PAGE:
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Dolphins Run Deep At Wide Receiver

Posted Jul 31, 2014

Wide receiver just might be the deepest position on the Dolphins roster, and it’s going to make for some tough decisions for the coaches.

Brian Hartline is about to enter his sixth season with the Miami Dolphins and he was asked after practice Thursday whether this is the deepest group of wide receivers he’s been a part of since coming into the NFL.

There was no hesitation in his reply.

“Depth-wise, absolutely,” said Hartline, who has led the team in receptions the past two seasons and continues to prove one of the best fourth-round picks in Dolphins history. “We’re able to have guys jump in and jump out and hopefully not miss a beat. We have a great competition going on in the wide receiver room. Guys know that. They should know that. Competition breeds better play. To me, it’s a good situation.”

The Dolphins’ depth at wide receiver really is not up for debate, either, because the facts and numbers speak for themselves.

Heading into the offseason, the Dolphins roster already included established veterans like Hartline, Mike Wallace and Brandon Gibson; Rishard Matthews was coming off a 41-catch season; and Armon Binns was expected back after a promising start to training camp last summer was interrupted by a season-ending knee injury.

The Dolphins beefed up their depth by signing in free agency former Tennessee Titans wide receiver Damian Williams, a former third-round pick, and then added Jarvis Landry (second round) and Matt Hazel (sixth) in the draft.

As if the Dolphins didn’t have enough options, kick returner Marcus Thigpen was turned into a full-time wide receiver after playing mostly running back the previous two seasons.

“It’s a lot of guys in there,” Thigpen said. “It’s major competition. I’m just trying to do as best I can with the role that I’m given right now. It’s a tough battle, but I’m going to keep fighting.

“It’ll definitely make us better. You see the young guys come in and just as good as the older guys. (I’m) just watching everybody and just picking up some things from them because it’s new to me. But just watching those guys, us pushing each other is definitely going to make us better.”

Wide receiver just might be the deepest position on the Dolphins roster, and it’s going to make for some tough decisions for the coaches when it comes times to put together the 53-man roster.

The team kept only four wide receivers on the initial 53-man roster last year, and it’s difficult — if not downright impossible — to envision a similar scenario unfolding this summer. In fact, there’s a far greater chance the Dolphins would keep six wide receivers than they would keep only four again.

Williams says he looks at the intense competition for roster spots at wide receiver as a benefit instead of as a negative.

“I think that it actually kind of fuels it,” he said. “If you’re a competitor, you want to go up against the best guys. You don’t want to be in a group where it’s just no competition because it’s not pushing you. For me, I think I can’t do anything but get better whether I make the team or not. Just being out here working with these guys, competing against them, knowing that those guys all should be playing somewhere on Sundays, it can only help.”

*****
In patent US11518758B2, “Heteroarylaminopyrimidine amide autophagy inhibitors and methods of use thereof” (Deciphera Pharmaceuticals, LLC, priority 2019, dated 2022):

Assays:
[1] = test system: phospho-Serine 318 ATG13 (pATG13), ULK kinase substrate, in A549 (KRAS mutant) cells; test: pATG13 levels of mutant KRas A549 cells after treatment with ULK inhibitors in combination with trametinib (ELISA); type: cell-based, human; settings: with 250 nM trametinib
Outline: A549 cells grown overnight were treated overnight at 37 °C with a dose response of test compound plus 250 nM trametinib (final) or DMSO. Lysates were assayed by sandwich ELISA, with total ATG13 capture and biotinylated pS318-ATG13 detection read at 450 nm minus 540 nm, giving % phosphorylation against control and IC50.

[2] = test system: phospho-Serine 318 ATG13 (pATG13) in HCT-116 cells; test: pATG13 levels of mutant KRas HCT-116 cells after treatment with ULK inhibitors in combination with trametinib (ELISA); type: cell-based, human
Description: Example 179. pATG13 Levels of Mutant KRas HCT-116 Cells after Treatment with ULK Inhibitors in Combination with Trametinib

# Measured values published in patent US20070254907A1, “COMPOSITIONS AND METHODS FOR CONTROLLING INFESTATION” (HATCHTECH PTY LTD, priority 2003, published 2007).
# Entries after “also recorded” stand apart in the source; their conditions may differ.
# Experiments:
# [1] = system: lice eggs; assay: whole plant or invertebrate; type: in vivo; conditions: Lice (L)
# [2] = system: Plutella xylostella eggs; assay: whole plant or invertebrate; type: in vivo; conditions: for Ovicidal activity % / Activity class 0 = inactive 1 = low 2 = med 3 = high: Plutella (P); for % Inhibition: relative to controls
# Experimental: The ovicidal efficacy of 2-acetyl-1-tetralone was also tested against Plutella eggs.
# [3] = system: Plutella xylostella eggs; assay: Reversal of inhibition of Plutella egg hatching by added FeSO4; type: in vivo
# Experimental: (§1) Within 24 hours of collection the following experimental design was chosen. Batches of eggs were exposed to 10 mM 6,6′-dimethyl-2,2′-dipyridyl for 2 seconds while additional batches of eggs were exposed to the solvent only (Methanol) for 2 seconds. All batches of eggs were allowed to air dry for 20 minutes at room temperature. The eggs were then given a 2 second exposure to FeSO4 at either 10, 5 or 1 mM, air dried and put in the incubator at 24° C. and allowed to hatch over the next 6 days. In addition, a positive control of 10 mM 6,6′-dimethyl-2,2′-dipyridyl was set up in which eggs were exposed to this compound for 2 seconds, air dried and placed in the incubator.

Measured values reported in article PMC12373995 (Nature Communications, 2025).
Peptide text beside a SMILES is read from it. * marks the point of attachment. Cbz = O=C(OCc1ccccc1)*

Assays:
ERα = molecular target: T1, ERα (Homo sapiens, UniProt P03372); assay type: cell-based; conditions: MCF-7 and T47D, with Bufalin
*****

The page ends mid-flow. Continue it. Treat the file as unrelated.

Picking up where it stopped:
The Dolphins wide receivers have gotten off to a good start so far in training camp, with the exception of Wednesday, which Head Coach Joe Philbin said “wasn’t their finest hour.”

Like everyone else on offense, they’ve been busy trying to learn a new scheme, one that asks them to learn all the wide receiver spots.

“They’re doing a good job,” Philbin said Thursday. “I think it’s a smart group. We’ve been challenging them schematically and that’s part of the design of training camp.

“We don’t want to overload them with information that they don’t need, but we’re kind of pushing the envelope in regard to the installation, how many pass concepts we want to have in there, how many different formations we want to have in there, how many shifts and motions, how many tempo plays we want to snap without a huddle. Again, get them thinking, get them out there, let’s figure out what they’re capable of doing and those type of things. I think overall they’ve done a good job with that, but there’s still room for improvement.”

Each of the newcomers has had his moments so far in camp, in particular Williams and Landry.

The rookie from LSU, in fact, has been one of the most impressive players in camp and he actually drew attention Wednesday when he dropped a pass — because he had been catching everything thrown his way.

“The fact is he’s very diverse, he’s very well coached,” Hartline said. “His intellect is like a third-year player, which is expected. It’s the NFL, you’re supposed to communicate at a high level, and he does. He executes as a high level. To have him as part of our group, he definitely makes the group stronger.”

In addition to their strong wide receiver corps, the Dolphins have a budding star at tight end in Charles Clay. So quarterback Ryan Tannehill will have a lot of options in the passing game.

“We all want to make plays,” Gibson said. “We want to be the guy that gets the ball, gets down the field and scores touchdowns. We’re fighting and competing, and that’s what’s best for the team.”

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